Jaipur has always be known for its aesthetic and architectural expertise. The Albert Hall museum is one of the architectural gems in the pink city. Located in the beautiful Ramnivas garden, the museum holds a variety of the ancient work of local artisans in and around India and the neighbouring countries. The purpose of the museum was to preserve the art of local artists which might have faded otherwise. The foundation stone of the Albert Hall Museum was laid in the year 1867 when the Prince of Wales visited India.
The museum was designed by Major Samuel Swinton Jacob. He was a British military engineer who became the director of the Jaipur PWD in 1867 and spent the rest of his 35 year career in Jaipur, contributing substantially to the architectural activities of the time.The task of designing and building the Albert Hall fell on the shoulders of Swinton Jacob. He sent his staff to study the Mughal monuments in Delhi, Agra and Fatehpur Sikhri to be inspired to come up with new design ideas for Albert Hall. The architectural style adopted was Indo- Saracenic. It combines the horizontal lines of traditional Hindu architecture with the curved shapes typical of Byzantine and Italianate structures to present a vision of East and West meeting in a harmonious and mutually beneficial fashion.
It is important to note that India was under the British rule in those days and there was a need to preserve and protect the tradition of India. The museum collection was made under the superintendence of Colonel TN Hendley. It was commenced in August 1331. There were temporary rooms that were set up around the city to house the different artefacts and were finally shifted to the main building in September 1336. Carpets from the 17th to 19th century along with a lot of wooden and international art, jewellery and ivory designs, musical instruments, sculptures, stone carvings, arms and armour and many such things have been retained in the museum. The collection is not just limited to India, there are pottery masterpieces displayed from Britain, Turkey, Japan and Iran. The museum also displays an Egyptian mummy from the 322-30 B.C.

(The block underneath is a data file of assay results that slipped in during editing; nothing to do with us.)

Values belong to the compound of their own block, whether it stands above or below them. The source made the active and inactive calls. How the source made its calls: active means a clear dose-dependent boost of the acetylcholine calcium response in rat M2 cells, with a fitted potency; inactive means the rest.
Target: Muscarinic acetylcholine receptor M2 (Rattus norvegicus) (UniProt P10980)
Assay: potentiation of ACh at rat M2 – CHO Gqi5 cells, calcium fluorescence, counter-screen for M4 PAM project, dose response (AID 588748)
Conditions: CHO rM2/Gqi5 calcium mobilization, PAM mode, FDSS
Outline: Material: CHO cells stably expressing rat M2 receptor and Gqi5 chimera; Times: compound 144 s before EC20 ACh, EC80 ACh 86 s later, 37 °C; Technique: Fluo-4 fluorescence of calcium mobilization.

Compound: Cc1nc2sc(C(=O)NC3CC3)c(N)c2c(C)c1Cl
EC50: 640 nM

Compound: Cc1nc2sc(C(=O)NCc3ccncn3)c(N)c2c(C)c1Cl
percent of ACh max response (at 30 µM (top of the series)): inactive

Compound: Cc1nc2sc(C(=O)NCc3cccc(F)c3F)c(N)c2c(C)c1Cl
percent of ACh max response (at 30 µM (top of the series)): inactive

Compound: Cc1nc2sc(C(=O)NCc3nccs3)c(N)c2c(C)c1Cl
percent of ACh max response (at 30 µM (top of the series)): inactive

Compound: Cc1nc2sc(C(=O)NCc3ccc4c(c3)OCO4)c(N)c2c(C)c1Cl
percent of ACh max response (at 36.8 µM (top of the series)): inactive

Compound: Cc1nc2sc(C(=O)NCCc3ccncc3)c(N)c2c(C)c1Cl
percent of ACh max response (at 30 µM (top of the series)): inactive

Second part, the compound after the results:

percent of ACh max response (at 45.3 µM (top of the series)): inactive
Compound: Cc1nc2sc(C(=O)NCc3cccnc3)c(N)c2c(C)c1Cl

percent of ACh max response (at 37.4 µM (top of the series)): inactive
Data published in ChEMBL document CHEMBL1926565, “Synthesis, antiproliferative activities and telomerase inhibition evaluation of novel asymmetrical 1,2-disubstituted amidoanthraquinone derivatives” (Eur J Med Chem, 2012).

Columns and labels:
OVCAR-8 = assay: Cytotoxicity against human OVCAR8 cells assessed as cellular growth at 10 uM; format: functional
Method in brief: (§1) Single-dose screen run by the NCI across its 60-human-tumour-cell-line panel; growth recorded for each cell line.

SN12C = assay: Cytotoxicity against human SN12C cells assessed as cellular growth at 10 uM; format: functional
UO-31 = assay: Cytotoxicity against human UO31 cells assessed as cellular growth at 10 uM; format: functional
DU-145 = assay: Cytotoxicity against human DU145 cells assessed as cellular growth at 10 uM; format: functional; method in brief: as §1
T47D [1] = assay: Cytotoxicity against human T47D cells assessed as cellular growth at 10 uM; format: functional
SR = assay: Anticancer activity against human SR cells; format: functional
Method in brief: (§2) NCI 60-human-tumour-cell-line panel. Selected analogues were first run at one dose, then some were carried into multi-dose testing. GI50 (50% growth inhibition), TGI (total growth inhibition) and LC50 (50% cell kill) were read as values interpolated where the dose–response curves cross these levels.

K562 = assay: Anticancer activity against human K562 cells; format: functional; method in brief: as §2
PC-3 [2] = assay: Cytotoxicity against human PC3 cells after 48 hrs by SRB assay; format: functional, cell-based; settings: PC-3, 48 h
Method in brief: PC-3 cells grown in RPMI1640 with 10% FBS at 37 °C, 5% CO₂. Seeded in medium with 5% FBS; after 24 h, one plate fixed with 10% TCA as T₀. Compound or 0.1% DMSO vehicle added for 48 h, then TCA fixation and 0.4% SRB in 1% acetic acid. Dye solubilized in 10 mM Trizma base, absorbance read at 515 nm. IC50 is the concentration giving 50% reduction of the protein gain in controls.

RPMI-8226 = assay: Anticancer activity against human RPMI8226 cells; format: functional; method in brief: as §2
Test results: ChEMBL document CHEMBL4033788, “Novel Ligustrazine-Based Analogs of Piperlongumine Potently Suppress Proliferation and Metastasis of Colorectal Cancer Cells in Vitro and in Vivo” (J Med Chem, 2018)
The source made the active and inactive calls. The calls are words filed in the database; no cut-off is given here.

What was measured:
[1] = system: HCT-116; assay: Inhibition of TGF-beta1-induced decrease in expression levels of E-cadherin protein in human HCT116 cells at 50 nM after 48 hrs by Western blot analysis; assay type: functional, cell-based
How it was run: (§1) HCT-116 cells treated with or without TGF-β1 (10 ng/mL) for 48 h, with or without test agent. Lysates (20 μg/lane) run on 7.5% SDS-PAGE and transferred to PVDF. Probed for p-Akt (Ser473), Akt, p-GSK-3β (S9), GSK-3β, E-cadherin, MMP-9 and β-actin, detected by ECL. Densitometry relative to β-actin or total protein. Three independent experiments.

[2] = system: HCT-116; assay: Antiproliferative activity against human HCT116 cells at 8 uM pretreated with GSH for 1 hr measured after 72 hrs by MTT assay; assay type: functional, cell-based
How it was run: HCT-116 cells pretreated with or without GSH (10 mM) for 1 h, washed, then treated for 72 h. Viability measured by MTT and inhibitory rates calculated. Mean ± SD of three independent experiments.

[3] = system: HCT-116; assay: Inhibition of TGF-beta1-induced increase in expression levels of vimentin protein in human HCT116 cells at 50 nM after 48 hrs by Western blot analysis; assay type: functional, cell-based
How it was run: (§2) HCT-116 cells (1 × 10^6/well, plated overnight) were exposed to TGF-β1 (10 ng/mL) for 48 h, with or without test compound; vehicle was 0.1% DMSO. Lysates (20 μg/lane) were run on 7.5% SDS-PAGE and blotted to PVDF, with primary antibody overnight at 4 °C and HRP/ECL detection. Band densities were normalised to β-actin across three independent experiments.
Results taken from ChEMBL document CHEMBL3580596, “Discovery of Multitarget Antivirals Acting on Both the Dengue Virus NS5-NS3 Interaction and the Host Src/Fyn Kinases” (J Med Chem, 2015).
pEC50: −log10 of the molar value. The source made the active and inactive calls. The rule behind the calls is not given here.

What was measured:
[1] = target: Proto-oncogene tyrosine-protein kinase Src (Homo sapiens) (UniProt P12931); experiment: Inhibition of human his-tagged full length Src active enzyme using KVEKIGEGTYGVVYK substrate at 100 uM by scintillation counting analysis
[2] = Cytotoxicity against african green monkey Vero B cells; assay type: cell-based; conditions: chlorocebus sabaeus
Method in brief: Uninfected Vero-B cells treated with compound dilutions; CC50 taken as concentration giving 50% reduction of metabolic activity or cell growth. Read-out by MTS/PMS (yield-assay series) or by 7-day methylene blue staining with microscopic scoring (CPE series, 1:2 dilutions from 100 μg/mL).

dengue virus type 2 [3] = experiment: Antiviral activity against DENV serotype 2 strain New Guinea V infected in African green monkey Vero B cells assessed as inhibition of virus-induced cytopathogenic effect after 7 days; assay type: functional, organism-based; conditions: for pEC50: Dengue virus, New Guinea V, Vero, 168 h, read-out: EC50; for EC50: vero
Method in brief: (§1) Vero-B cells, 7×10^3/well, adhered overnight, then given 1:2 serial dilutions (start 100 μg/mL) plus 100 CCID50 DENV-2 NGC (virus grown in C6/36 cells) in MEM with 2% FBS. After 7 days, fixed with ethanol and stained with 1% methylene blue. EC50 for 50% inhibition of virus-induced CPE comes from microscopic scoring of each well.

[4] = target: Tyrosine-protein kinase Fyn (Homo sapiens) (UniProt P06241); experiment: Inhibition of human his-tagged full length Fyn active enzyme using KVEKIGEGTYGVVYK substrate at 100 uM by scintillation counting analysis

Buff sand-stone Panelof, the 'Sapt Matrika' or the seven goddesses. They are shown dancing the Veerbhadra (emanation of Shiva) who holds the Veena. The Matrikas include Maheshwari, Vaishnavi, Chamunda, Varahi, Kaumari, Indrani and Brahmani. It is a reference to the powerful forms of female deities found in the Durga Saptasati of the Markandeya Purana. They were created to vanquish the demon Mahisasur.
Chamunda as described in the Markandeya Purana, "From the forehead of Durga, creased with wrathful frowns sprang forth a goddess of black and formidable aspect, armed with scimitar and noose and bearing a mace, decorated with a garland of skulls".